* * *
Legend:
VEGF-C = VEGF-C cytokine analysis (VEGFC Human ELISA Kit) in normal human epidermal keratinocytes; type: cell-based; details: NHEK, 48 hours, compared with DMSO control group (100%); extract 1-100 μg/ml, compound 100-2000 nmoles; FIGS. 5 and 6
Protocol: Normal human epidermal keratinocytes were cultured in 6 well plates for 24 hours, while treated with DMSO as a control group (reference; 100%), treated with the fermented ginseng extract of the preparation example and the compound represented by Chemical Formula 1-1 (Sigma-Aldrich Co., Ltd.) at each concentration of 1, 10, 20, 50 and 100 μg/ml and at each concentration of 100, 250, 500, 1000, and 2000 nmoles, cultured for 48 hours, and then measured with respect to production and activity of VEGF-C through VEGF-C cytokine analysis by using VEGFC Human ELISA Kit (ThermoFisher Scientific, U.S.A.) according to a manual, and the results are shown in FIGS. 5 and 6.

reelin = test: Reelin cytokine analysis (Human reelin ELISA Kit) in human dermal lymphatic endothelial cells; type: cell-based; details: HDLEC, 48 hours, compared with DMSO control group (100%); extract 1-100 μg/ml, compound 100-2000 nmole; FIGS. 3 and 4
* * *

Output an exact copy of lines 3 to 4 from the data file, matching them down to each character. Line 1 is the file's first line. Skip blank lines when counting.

Protocol: Normal human epidermal keratinocytes were cultured in 6 well plates for 24 hours, while treated with DMSO as a control group (reference; 100%), treated with the fermented ginseng extract of the preparation example and the compound represented by Chemical Formula 1-1 (Sigma-Aldrich Co., Ltd.) at each concentration of 1, 10, 20, 50 and 100 μg/ml and at each concentration of 100, 250, 500, 1000, and 2000 nmoles, cultured for 48 hours, and then measured with respect to production and activity of VEGF-C through VEGF-C cytokine analysis by using VEGFC Human ELISA Kit (ThermoFisher Scientific, U.S.A.) according to a manual, and the results are shown in FIGS. 5 and 6.

reelin = test: Reelin cytokine analysis (Human reelin ELISA Kit) in human dermal lymphatic endothelial cells; type: cell-based; details: HDLEC, 48 hours, compared with DMSO control group (100%); extract 1-100 μg/ml, compound 100-2000 nmole; FIGS. 3 and 4